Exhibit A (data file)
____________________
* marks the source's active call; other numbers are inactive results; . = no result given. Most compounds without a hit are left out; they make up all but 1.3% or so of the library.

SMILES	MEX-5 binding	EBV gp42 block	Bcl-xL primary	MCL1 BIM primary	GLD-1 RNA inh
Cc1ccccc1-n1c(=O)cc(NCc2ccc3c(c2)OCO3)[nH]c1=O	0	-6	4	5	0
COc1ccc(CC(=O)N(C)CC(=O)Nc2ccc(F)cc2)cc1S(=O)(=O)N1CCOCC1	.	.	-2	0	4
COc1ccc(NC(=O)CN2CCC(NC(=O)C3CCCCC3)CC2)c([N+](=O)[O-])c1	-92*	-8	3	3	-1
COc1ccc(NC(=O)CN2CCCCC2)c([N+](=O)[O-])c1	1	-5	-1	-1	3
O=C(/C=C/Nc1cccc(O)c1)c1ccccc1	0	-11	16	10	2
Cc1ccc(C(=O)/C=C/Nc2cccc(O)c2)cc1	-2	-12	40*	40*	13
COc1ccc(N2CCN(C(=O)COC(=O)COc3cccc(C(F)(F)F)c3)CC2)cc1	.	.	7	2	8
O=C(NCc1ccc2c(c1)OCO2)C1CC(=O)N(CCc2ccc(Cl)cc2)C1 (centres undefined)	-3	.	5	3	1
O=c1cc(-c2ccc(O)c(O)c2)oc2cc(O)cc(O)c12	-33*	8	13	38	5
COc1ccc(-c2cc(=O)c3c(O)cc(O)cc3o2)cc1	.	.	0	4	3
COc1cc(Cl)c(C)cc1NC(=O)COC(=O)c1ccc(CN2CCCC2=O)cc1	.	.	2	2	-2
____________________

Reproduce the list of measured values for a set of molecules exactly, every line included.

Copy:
* marks the source's active call; other numbers are inactive results; . = no result given. Most compounds without a hit are left out; they make up all but 1.3% or so of the library.

SMILES	MEX-5 binding	EBV gp42 block	Bcl-xL primary	MCL1 BIM primary	GLD-1 RNA inh
Cc1ccccc1-n1c(=O)cc(NCc2ccc3c(c2)OCO3)[nH]c1=O	0	-6	4	5	0
COc1ccc(CC(=O)N(C)CC(=O)Nc2ccc(F)cc2)cc1S(=O)(=O)N1CCOCC1	.	.	-2	0	4
COc1ccc(NC(=O)CN2CCC(NC(=O)C3CCCCC3)CC2)c([N+](=O)[O-])c1	-92*	-8	3	3	-1
COc1ccc(NC(=O)CN2CCCCC2)c([N+](=O)[O-])c1	1	-5	-1	-1	3
O=C(/C=C/Nc1cccc(O)c1)c1ccccc1	0	-11	16	10	2
Cc1ccc(C(=O)/C=C/Nc2cccc(O)c2)cc1	-2	-12	40*	40*	13
COc1ccc(N2CCN(C(=O)COC(=O)COc3cccc(C(F)(F)F)c3)CC2)cc1	.	.	7	2	8
O=C(NCc1ccc2c(c1)OCO2)C1CC(=O)N(CCc2ccc(Cl)cc2)C1 (centres undefined)	-3	.	5	3	1
O=c1cc(-c2ccc(O)c(O)c2)oc2cc(O)cc(O)c12	-33*	8	13	38	5
COc1ccc(-c2cc(=O)c3c(O)cc(O)cc3o2)cc1	.	.	0	4	3
COc1cc(Cl)c(C)cc1NC(=O)COC(=O)c1ccc(CN2CCCC2=O)cc1	.	.	2	2	-2